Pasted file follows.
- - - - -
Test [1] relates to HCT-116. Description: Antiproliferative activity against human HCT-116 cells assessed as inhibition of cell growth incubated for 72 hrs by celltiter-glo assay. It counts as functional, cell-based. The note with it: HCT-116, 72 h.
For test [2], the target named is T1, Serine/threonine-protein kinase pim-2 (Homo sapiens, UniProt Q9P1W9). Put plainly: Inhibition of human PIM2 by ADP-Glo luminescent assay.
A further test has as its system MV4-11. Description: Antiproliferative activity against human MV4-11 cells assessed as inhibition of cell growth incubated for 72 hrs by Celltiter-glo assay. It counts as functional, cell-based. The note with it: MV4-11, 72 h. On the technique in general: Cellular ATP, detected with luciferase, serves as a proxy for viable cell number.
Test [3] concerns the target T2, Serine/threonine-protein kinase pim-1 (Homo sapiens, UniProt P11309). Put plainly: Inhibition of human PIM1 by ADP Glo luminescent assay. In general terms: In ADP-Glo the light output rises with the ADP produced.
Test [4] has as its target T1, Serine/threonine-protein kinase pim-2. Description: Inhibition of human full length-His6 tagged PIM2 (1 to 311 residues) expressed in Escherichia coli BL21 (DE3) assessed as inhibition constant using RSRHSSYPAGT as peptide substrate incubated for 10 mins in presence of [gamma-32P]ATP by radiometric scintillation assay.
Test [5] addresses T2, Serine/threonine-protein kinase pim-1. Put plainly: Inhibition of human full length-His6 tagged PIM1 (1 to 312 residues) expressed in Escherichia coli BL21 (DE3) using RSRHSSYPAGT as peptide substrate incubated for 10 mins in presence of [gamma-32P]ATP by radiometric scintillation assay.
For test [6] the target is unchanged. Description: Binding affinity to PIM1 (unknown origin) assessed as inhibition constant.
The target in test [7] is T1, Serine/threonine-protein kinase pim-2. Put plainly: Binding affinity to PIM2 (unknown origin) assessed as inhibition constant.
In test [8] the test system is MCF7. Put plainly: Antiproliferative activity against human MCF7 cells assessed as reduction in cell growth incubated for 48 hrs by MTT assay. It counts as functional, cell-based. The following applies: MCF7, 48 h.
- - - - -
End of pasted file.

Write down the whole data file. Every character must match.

Test [1] relates to HCT-116. Description: Antiproliferative activity against human HCT-116 cells assessed as inhibition of cell growth incubated for 72 hrs by celltiter-glo assay. It counts as functional, cell-based. The note with it: HCT-116, 72 h.
For test [2], the target named is T1, Serine/threonine-protein kinase pim-2 (Homo sapiens, UniProt Q9P1W9). Put plainly: Inhibition of human PIM2 by ADP-Glo luminescent assay.
A further test has as its system MV4-11. Description: Antiproliferative activity against human MV4-11 cells assessed as inhibition of cell growth incubated for 72 hrs by Celltiter-glo assay. It counts as functional, cell-based. The note with it: MV4-11, 72 h. On the technique in general: Cellular ATP, detected with luciferase, serves as a proxy for viable cell number.
Test [3] concerns the target T2, Serine/threonine-protein kinase pim-1 (Homo sapiens, UniProt P11309). Put plainly: Inhibition of human PIM1 by ADP Glo luminescent assay. In general terms: In ADP-Glo the light output rises with the ADP produced.
Test [4] has as its target T1, Serine/threonine-protein kinase pim-2. Description: Inhibition of human full length-His6 tagged PIM2 (1 to 311 residues) expressed in Escherichia coli BL21 (DE3) assessed as inhibition constant using RSRHSSYPAGT as peptide substrate incubated for 10 mins in presence of [gamma-32P]ATP by radiometric scintillation assay.
Test [5] addresses T2, Serine/threonine-protein kinase pim-1. Put plainly: Inhibition of human full length-His6 tagged PIM1 (1 to 312 residues) expressed in Escherichia coli BL21 (DE3) using RSRHSSYPAGT as peptide substrate incubated for 10 mins in presence of [gamma-32P]ATP by radiometric scintillation assay.
For test [6] the target is unchanged. Description: Binding affinity to PIM1 (unknown origin) assessed as inhibition constant.
The target in test [7] is T1, Serine/threonine-protein kinase pim-2. Put plainly: Binding affinity to PIM2 (unknown origin) assessed as inhibition constant.
In test [8] the test system is MCF7. Put plainly: Antiproliferative activity against human MCF7 cells assessed as reduction in cell growth incubated for 48 hrs by MTT assay. It counts as functional, cell-based. The following applies: MCF7, 48 h.